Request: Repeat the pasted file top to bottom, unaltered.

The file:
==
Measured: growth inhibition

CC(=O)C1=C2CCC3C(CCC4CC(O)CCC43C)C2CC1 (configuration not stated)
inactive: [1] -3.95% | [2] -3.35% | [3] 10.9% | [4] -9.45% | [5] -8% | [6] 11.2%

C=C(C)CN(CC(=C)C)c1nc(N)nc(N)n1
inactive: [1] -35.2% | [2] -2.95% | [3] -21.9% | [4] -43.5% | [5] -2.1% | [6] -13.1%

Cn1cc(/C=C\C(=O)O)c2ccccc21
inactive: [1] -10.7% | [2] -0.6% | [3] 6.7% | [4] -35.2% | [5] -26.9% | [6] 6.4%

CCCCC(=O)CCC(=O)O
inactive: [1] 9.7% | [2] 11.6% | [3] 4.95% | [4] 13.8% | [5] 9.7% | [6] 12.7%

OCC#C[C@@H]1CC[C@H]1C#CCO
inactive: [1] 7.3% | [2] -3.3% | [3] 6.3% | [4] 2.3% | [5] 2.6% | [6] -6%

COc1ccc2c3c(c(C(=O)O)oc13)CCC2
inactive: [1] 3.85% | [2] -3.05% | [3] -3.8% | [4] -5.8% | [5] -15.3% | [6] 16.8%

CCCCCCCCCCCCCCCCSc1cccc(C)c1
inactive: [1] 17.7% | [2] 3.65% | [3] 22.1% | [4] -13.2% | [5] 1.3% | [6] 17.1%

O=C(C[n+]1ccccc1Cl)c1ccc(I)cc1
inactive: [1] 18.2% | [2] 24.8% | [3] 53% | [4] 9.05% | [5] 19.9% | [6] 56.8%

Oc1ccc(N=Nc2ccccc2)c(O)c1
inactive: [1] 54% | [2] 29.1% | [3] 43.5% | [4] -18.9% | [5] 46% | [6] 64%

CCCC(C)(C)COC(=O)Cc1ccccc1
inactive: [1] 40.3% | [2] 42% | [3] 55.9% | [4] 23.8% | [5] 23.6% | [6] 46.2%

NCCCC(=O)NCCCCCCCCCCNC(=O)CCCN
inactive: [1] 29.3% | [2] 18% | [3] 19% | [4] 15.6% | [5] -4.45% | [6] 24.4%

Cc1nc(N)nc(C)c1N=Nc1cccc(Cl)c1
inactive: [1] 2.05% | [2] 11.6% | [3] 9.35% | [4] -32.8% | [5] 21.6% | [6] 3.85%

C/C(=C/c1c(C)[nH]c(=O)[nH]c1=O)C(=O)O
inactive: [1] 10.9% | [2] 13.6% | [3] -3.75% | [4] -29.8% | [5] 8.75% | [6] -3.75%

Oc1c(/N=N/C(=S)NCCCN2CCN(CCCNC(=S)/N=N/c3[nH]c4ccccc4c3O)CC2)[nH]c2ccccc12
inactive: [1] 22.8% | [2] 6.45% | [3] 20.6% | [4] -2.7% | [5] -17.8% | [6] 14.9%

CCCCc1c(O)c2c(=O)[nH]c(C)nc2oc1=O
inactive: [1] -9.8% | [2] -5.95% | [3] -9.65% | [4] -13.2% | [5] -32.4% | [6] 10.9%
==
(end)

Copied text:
Measured: growth inhibition

CC(=O)C1=C2CCC3C(CCC4CC(O)CCC43C)C2CC1 (configuration not stated)
inactive: [1] -3.95% | [2] -3.35% | [3] 10.9% | [4] -9.45% | [5] -8% | [6] 11.2%

C=C(C)CN(CC(=C)C)c1nc(N)nc(N)n1
inactive: [1] -35.2% | [2] -2.95% | [3] -21.9% | [4] -43.5% | [5] -2.1% | [6] -13.1%

Cn1cc(/C=C\C(=O)O)c2ccccc21
inactive: [1] -10.7% | [2] -0.6% | [3] 6.7% | [4] -35.2% | [5] -26.9% | [6] 6.4%

CCCCC(=O)CCC(=O)O
inactive: [1] 9.7% | [2] 11.6% | [3] 4.95% | [4] 13.8% | [5] 9.7% | [6] 12.7%

OCC#C[C@@H]1CC[C@H]1C#CCO
inactive: [1] 7.3% | [2] -3.3% | [3] 6.3% | [4] 2.3% | [5] 2.6% | [6] -6%

COc1ccc2c3c(c(C(=O)O)oc13)CCC2
inactive: [1] 3.85% | [2] -3.05% | [3] -3.8% | [4] -5.8% | [5] -15.3% | [6] 16.8%

CCCCCCCCCCCCCCCCSc1cccc(C)c1
inactive: [1] 17.7% | [2] 3.65% | [3] 22.1% | [4] -13.2% | [5] 1.3% | [6] 17.1%

O=C(C[n+]1ccccc1Cl)c1ccc(I)cc1
inactive: [1] 18.2% | [2] 24.8% | [3] 53% | [4] 9.05% | [5] 19.9% | [6] 56.8%

Oc1ccc(N=Nc2ccccc2)c(O)c1
inactive: [1] 54% | [2] 29.1% | [3] 43.5% | [4] -18.9% | [5] 46% | [6] 64%

CCCC(C)(C)COC(=O)Cc1ccccc1
inactive: [1] 40.3% | [2] 42% | [3] 55.9% | [4] 23.8% | [5] 23.6% | [6] 46.2%

NCCCC(=O)NCCCCCCCCCCNC(=O)CCCN
inactive: [1] 29.3% | [2] 18% | [3] 19% | [4] 15.6% | [5] -4.45% | [6] 24.4%

Cc1nc(N)nc(C)c1N=Nc1cccc(Cl)c1
inactive: [1] 2.05% | [2] 11.6% | [3] 9.35% | [4] -32.8% | [5] 21.6% | [6] 3.85%

C/C(=C/c1c(C)[nH]c(=O)[nH]c1=O)C(=O)O
inactive: [1] 10.9% | [2] 13.6% | [3] -3.75% | [4] -29.8% | [5] 8.75% | [6] -3.75%

Oc1c(/N=N/C(=S)NCCCN2CCN(CCCNC(=S)/N=N/c3[nH]c4ccccc4c3O)CC2)[nH]c2ccccc12
inactive: [1] 22.8% | [2] 6.45% | [3] 20.6% | [4] -2.7% | [5] -17.8% | [6] 14.9%

CCCCc1c(O)c2c(=O)[nH]c(C)nc2oc1=O
inactive: [1] -9.8% | [2] -5.95% | [3] -9.65% | [4] -13.2% | [5] -32.4% | [6] 10.9%